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 The Commandments of Men 

May 23, 2006 
paragraph indentAnatole France once observed, “The majestic equality of the law forbids the rich as well as the poor to sleep under bridges, to beg in the streets, and to steal bread.” I read that as a youth and have never forgotten Today's 
column is "The Commandments of Men" -- Read Joe's columns the 
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indentFrance’s aphorism should be pondered with another — Bismarck’s, I think, though I can’t find it — to the effect that you should no more watch how laws are made than how sausages are made. Legislating is a revolting business.

paragraph indentCrooked politicians (if the term isn’t redundant) cut deals. Then they pass laws. And the rest of us are supposed to obey. Or else.

paragraph indentWe have to obey not because those laws are wise, or good, or necessary, but because, however arbitrary they may be, they have the power of the state behind them. Unless we obey thousands of laws, far more than we can keep track of, we may be punished.

paragraph indentThus every law is an “or else,” a threat. Keeping the Ten Commandments, or even all 613 commandments of the Torah (or Pentateuch), isn’t enough to protect you from the wrath of the state, which is constantly adding thousands of new commandments of its own — “incessantly engaged in legislation,” as C.S. Lewis once put it.

paragraph indentThat’s a lot of threats. At what point will we have enough of them? This question is seldom asked, since all parties agree that we need more threats (alias “laws”) and the idea that we already have enough, or too many, and that some should be repealed, is inadmissible.

paragraph indentThough the state is the fox, and the rest of us are rabbits, this cunning fox has convinced most of the rabbits that they need him to protect them. Without him, as Thomas Hobbes might say, there would be a war of every rabbit against every rabbit. Thus most of us believe that the state that threatens us simultaneously guarantees our safety. No wonder many Russians yearn for another Stalin.

[Breaker quote for The Commandments of Men: The curse of 'law']paragraph indentTo most people in our devoutly political age, disbelief in the state is political atheism. We need government, don’t we, even if politicians are crooked? Even if government is organized force and its laws are, at bottom, extortionate threats of violence? Even if government is what makes huge wars possible?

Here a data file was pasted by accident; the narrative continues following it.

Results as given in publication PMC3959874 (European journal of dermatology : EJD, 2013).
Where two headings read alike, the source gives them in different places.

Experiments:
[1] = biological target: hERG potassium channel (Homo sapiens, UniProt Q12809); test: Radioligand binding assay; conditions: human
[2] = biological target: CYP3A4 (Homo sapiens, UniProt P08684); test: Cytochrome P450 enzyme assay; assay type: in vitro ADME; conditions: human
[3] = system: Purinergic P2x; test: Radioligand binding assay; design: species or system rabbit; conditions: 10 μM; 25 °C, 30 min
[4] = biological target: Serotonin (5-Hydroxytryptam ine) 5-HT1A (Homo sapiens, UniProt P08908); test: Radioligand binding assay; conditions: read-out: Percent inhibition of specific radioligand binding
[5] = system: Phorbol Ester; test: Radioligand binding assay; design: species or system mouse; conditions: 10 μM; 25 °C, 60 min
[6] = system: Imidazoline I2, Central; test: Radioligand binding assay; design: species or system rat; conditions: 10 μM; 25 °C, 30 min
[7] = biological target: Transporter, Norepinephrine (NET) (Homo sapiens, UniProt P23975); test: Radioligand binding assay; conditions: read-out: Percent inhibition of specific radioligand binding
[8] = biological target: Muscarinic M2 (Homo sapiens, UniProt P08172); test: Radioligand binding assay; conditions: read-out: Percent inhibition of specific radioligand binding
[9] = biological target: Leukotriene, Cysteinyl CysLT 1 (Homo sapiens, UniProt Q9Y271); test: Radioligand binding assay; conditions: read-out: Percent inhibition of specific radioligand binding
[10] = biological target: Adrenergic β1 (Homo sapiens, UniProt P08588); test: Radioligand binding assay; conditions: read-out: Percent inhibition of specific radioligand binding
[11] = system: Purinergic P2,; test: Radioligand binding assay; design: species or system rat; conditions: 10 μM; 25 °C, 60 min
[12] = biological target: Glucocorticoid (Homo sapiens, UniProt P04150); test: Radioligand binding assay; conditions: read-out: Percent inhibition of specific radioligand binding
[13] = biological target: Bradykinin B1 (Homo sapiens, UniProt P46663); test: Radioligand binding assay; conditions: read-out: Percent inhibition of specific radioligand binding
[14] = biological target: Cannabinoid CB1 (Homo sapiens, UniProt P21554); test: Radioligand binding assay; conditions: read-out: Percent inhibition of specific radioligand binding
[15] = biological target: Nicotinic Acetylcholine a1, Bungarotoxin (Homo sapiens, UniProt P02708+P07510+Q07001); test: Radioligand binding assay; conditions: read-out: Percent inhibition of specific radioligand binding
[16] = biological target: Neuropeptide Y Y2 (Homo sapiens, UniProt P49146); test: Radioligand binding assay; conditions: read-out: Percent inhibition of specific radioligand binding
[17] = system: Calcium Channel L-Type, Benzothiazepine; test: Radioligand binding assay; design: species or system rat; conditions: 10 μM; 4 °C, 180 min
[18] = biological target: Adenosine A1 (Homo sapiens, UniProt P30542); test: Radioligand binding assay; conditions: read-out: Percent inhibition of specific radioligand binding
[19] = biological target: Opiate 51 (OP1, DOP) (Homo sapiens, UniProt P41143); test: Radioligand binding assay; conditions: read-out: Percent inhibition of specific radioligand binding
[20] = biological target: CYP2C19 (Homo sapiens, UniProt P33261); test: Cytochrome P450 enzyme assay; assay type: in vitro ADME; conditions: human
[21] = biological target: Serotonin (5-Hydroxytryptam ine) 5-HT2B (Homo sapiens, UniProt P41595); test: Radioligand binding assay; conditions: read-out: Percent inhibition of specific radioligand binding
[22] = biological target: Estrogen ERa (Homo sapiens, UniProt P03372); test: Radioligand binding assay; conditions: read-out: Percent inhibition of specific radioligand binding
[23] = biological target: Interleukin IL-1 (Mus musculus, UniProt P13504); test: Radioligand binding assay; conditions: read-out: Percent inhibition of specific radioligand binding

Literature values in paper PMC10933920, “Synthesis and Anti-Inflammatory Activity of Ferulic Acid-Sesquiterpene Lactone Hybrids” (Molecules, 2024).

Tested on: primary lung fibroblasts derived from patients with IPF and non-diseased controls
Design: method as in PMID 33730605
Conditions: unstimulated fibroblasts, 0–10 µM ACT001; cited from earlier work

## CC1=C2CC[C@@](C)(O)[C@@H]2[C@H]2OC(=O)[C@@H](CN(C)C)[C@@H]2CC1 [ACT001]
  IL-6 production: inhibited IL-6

paragraph indentSome Christians see obedience to the state as a religious duty. Odd that Jesus said nothing about it. He did call the Pharisees “blind guides,” who had obfuscated the commandments of God by multiplying the commandments of men, which sounds like a prophecy of the modern state. No wonder he was crucified.

paragraph indentHow can there be a duty to obey countless fickle commandments negotiated by conspiring politicians meeting in what they themselves call “closed session”? Imagine what Jefferson would have thought of the staggering quantity of government secrets and “classified” information we take for granted — things the government withholds from us on the pretext that they have to be withheld from our enemies, including the defunct Nazi and Soviet regimes!

paragraph indentThese days you can never be sure you aren’t violating these myriad commandments of men, as I once did literally unconsciously — when my little grandsons took my unlicensed puppy for a walk while I was asleep. Luckily a vigilant policeman, protecting the public, caught the villains. I got a ticket, with a threat to revoke my driver’s license if I didn’t pay the fine.

paragraph indentAnd who hasn’t had similar experiences? Land of the Free? I’d call it the Land of the Licensed. We are “free” to do only what our rulers choose to permit. That’s hardly what our ancestors meant by freedom.

paragraph indentIf the words tyranny and servitude now sound rather antique to us, I think it’s because we no longer recognize them when we see them, even if they apply to us. George III was called a tyrant for far less than the U.S. Government does every day.

paragraph indentNow the bar for despotism has been raised; we’re content with anything less onerous than Hitler and Stalin, and our discontents are assuaged by assurances that, after all, we enjoy the privilege of living in a democracy.

paragraph indentMaybe democracy really is, as Churchill said, the worst form of government except for all the others that have been tried. You can see his point. I hope you can also see the point he didn’t realize he was making.

Joseph Sobran

Copyright © 2006 by the Griffin Internet Syndicate,
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